Jacob T. Levy says a tension exists in liberal political thought between a rationalist suspicion of localized power and a pluralism favoring intermediate groups.
Trevor Burrus is a research fellow at the Cato Institute’s Center for Constitutional Studies. His research interests include constitutional law, civil and criminal law, legal and political philosophy, and legal history. His work has appeared in the Vermont Law Review, the Syracuse Law Review, and the Jurist, as well as the Washington Times, Huffington Post, and the Daily Caller. He holds a BA in Philosophy from the University of Colorado at Boulder and a JD from the University of Denver Sturm College of Law.
Andrew I. Cohen joins us to talk about his book, Philosophy, Ethics, and Public Policy. Can practical commitments undercut a philosophical argument?
Matthew Feeney joins us for a general discussion on the value of philosophy. Why is philosophy important? How do you learn to think philosophically?
Michael C. Munger joins us for a discussion on the nature of voluntary choice in economics. What counts as voluntary? Is it possible to be coerced by circumstance?
Michael D. Tanner joins us for a discussion on the national debt and America’s various entitlement programs and their implications on the country’s future.
John C. Goodman, the “Father of Health Savings Accounts,” joins us for a discussion on the American health care system.
Jason Kuznicki joins us to discuss the left-leaning tendencies of public intellectuals. We examine an essay by Robert Nozick that proposes a cause for this trend.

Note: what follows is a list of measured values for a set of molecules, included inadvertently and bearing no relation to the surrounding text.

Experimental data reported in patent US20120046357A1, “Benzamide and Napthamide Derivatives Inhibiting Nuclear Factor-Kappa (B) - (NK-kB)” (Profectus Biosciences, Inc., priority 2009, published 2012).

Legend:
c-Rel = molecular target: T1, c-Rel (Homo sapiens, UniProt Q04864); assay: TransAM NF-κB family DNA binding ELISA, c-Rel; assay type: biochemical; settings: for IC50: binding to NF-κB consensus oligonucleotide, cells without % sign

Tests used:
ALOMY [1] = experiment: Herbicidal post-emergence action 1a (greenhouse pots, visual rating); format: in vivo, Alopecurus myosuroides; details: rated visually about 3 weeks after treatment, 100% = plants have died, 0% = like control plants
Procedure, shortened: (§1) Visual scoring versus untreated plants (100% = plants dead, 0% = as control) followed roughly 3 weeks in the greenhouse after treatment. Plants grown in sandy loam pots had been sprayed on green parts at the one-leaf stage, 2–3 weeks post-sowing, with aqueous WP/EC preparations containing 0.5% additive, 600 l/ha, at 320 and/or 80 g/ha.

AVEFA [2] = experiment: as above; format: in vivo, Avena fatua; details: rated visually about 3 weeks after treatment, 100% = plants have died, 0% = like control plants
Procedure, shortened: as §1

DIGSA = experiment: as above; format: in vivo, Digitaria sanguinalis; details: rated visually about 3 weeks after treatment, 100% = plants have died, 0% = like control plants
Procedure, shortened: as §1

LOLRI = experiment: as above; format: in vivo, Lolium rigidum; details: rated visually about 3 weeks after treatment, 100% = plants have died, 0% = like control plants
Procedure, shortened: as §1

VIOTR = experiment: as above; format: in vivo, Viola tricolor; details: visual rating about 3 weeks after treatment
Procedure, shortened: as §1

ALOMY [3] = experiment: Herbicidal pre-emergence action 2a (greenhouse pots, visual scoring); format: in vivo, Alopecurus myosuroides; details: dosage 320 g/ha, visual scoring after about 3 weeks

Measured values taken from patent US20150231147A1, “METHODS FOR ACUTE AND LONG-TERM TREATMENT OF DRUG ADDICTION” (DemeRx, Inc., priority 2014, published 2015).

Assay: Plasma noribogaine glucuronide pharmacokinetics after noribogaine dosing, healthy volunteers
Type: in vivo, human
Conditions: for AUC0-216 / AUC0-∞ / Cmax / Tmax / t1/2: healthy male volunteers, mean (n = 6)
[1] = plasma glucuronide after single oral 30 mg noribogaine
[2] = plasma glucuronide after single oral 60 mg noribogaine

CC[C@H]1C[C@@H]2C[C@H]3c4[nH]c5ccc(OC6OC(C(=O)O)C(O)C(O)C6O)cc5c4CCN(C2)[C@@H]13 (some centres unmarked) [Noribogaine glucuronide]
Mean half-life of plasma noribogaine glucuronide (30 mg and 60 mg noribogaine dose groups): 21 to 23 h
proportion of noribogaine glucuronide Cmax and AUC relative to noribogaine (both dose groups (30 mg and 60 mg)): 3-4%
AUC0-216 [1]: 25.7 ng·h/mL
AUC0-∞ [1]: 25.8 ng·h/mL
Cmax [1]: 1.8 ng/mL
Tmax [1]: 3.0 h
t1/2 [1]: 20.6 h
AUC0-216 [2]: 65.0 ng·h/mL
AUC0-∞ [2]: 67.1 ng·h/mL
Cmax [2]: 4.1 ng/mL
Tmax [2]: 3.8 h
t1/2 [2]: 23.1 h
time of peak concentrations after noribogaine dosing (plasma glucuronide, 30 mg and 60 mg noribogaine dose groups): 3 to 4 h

Matt Zwolinski joins us for a discussion on Lysander Spooner’s “Letter to Grover Cleveland,” which Spooner wrote in the last year of his life.
Katherine Mangu-Ward joins us to talk about the “libertarian moment” and the past and future of libertarianism more broadly.
Andrew Jason Cohen joins us for a discussion on toleration—what does it mean to be tolerant? What should be tolerated? Are we becoming less tolerant?
Jennifer L. Lawless joins us for a discussion about why young people in America seem to be almost wholly uninterested in running for electoral office.
Berin Szoka joins us to discuss what the “net neutrality” movement stands for and why the online community is so angry about the state of the Internet.
Ronald Bailey talks about environmental “doomsayers.” Their apocalyptic predictions change, but their solutions remain the same: more government control.
Jonah Goldberg joins us for a discussion on what unites intellectual conservatives and libertarians and the history of the political left.
Ted Galen Carpenter and Malou Innocent join us for a discussion on America’s history of making foreign policy alliances with repressive or corrupt regimes.
George H. Smith joins us for a discussion on the life of his friend and colleague, Roy A. Childs, Jr.
Timothy Sandefur joins us for a discussion on political philosophy in the Star Trek science fiction franchise.
Robert Higgs joins us this week to share a few of his reflections on individual liberty, economics, war and peace, and the role of the state in human affairs.